After taking out several enemies in the area, a public mission shows up to escort a nearby VIP to safety, but you decide instead to bypass the mission and continue to your destination. You hop on a Fallen vehicle with cannons on the front to close the distance, and then disembark to go inside. The building you enter offers a more linear path to your objective – in this case a patrol to check for infiltrators. It could just as easily be a mission to defend a checkpoint or track down a gun upgrade. The enemy soldiers you take down drop glimmer, the currency of Destiny – a rare, energy-based substance left over from humanity’s golden age. 

With your Array patrol complete, you emerge back into the sunlight a few steps away from a public event. A high-level named Fallen Captain is being hammered by half a dozen fellow guardians, and you join in on the fight. “We think of the game as being structured in terms of activities,” Butcher says. “Depending on your mood, you choose an activity that suits that mood. You’re going to a place, and you have a reason to be there. Sometimes that reason is more open ended, and sometimes it’s very directed. But you always have an activity.” 

These moments of free exploration and random missions are ideal for some game sessions, but alternately, Destiny has a separate, targeted entry portal into the action. You can pull up a screen-filling game map littered with icons for story missions, cooperative strikes, competitive matches, and more. If you’re in the mood to tackle one particular play style, this map gives you instant access, and your ship zooms out of orbit to reach the site of the action. You decide to tackle some directed multiplayer, and moments later you’re in a mission far from Earth. 

Next Page: The multiplayer promise fulfilled


Your chosen cooperative mission takes you to a cave mouth on the surface of the moon. The game mode is a strike – a cooperative adventure ideal for pick-up groups or friends looking for a quick battle together. Coordination won’t be an absolute necessity for success, but it certainly helps. 

You enter the Pit of Chains with your companions beside you, and it’s not long before shambling Hive Troopers detect your presence. In the first big fight of the strike, you and your fellow guardians must hold off waves of foes as a nearby door slowly unlocks. Your group gets separated and quickly overwhelmed. It’s a wipe. However, a generous checkpoint system pops you right back at the start of the fight, and a modicum of teamwork is enough to win the day the second time around. With your foes defeated, you tap a direction on your d-pad, and your guardian exhibits a cheering animation, which is returned by your buddies. 

Beyond the unlocked gate, you find a massive cavern filled with teeming hordes of Hive soldiers, but this time you have more help. The area is a designated public space, so a couple of other fire teams join in as you work your way across -the -cave. 

Leaving the other players behind, your fire team continues deeper into the dungeon, and eventually encounters the final boss of the strike – a raging Hive Ogre. Concentrated fire from your team whittles away at its health, while other monsters spawn to distract you. You leap from a cliff top towards a distant ledge, and use your short-range teleport to cross the distance. From here, you’ve got a good angle on the giant, and one final nova blast sends the creature tumbling to the ground. With the strike complete, you pick up an intriguing new fusion rifle left behind by the ogre. The dynamic loot system provides distinct treasure for every player in the group. With your rewards in hand, your team is instantly transported back into orbit.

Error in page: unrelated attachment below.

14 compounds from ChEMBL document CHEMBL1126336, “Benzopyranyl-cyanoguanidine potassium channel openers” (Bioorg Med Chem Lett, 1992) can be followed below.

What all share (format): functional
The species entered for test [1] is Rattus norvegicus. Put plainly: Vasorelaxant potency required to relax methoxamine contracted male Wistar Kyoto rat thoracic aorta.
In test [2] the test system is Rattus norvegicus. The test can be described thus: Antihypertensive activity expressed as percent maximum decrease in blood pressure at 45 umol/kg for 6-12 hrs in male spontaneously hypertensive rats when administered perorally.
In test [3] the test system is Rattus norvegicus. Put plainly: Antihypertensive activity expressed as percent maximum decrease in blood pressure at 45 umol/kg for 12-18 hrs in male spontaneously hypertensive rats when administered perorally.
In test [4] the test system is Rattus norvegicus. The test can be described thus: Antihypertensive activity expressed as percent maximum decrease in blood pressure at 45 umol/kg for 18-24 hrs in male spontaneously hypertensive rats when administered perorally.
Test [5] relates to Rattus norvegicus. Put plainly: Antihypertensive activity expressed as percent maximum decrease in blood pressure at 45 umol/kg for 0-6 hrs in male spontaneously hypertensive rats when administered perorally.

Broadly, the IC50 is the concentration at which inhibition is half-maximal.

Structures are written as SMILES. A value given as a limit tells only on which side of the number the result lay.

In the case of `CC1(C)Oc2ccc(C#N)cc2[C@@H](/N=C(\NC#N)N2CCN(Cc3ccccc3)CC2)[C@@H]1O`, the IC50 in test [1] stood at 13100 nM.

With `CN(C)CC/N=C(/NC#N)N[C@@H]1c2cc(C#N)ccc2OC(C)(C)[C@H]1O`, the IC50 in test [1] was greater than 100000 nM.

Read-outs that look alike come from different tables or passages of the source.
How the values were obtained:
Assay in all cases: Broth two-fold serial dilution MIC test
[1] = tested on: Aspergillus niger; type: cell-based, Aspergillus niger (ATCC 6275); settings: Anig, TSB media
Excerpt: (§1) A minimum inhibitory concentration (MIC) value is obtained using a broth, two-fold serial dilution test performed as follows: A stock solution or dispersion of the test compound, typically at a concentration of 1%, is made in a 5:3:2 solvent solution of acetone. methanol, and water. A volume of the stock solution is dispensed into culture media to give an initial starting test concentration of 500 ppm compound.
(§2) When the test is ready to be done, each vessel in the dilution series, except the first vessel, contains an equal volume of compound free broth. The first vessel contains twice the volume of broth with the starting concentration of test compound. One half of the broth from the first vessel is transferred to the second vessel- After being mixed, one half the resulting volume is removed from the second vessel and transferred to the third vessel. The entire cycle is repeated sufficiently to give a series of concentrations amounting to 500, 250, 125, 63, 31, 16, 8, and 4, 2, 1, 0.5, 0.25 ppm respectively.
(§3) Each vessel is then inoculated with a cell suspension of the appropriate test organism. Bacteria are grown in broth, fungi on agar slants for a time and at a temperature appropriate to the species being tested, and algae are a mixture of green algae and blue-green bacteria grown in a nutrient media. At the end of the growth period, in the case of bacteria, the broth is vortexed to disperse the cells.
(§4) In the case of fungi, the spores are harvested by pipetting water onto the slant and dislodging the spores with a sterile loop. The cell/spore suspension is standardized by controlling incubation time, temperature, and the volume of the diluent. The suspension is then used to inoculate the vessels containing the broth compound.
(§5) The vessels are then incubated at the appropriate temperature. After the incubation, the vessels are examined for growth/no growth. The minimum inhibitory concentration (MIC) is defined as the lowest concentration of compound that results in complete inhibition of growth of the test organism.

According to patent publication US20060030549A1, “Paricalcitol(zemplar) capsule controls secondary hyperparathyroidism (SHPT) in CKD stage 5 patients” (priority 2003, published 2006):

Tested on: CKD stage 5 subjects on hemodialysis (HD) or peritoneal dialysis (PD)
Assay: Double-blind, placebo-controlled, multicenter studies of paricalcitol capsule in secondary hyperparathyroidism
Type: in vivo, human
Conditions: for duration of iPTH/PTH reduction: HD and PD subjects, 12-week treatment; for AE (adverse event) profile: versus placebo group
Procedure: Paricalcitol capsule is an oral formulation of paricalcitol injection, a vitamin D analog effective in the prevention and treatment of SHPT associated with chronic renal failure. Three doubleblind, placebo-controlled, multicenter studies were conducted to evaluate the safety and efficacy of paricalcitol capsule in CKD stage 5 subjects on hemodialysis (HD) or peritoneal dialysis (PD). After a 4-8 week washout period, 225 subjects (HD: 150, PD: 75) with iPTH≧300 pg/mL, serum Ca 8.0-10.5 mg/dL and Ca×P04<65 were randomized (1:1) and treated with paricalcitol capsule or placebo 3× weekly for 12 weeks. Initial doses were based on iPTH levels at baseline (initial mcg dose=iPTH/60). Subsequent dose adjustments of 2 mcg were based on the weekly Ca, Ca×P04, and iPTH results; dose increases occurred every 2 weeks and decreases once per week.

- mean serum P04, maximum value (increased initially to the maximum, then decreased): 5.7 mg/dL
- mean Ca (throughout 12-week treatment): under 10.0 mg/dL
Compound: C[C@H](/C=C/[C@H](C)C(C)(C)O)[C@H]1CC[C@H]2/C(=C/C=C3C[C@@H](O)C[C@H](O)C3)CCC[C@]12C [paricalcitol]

From orbit, you decide it’s time to test out the new gear against your fellow players, and proceed into several games of competitive multiplayer. Within the fiction, guardians fight against one another in support of various competing factions in the City, and battles play out in contested areas across the solar system. “You are being employed by these factions,” says design lead Lars Bakken. “The factions helped and were integral to the forming of the city. They are very interested in pushing guardians out into the universe, and helping them to reestablish and take back these places.” 

Competitive game modes in Destiny run the gamut, and show the same flair for clever construction that Bungie is known for, both in concept and environment design. One battle pits groups of fire teams going head-to-head in a straightforward area capture style; holding any of the three points gives you scoring multipliers for kills, assists, and other actions. 

After a few games capturing zones, you head into a smaller, deathmatch-style mode with an interesting tactical layer; points are awarded for kills, but also for finding your downed teammates and reviving them before they respawn – presuming your enemies aren’t camping the corpse. 

Guardians begin competitive matches without access to heavy ammo, and occasional drops of the precious pick-ups are focal points for action. Maps have lots of verticality, and it’s easy to reach high ledges thanks to the wide variety of vertical movement modes available to each class. Shifting environmental features add complexity, like giant mechanisms that move to alter sight lines, or even using the glare from the distant sun to approach an enemy unawares. The broad range of grenade types and supers on display keeps everyone on their toes, but ultimately the action is still focused on quick reflexes and smart weapon use. “When you play Destiny, if you are just interested in competitive multi-player, we are going to scratch that itch,” Bakken says. “There’s going to be an awesome amount of stuff for you to dig into and play. But we’re going to balance that with the fact that we’re giving players a bunch of other new activities as well.”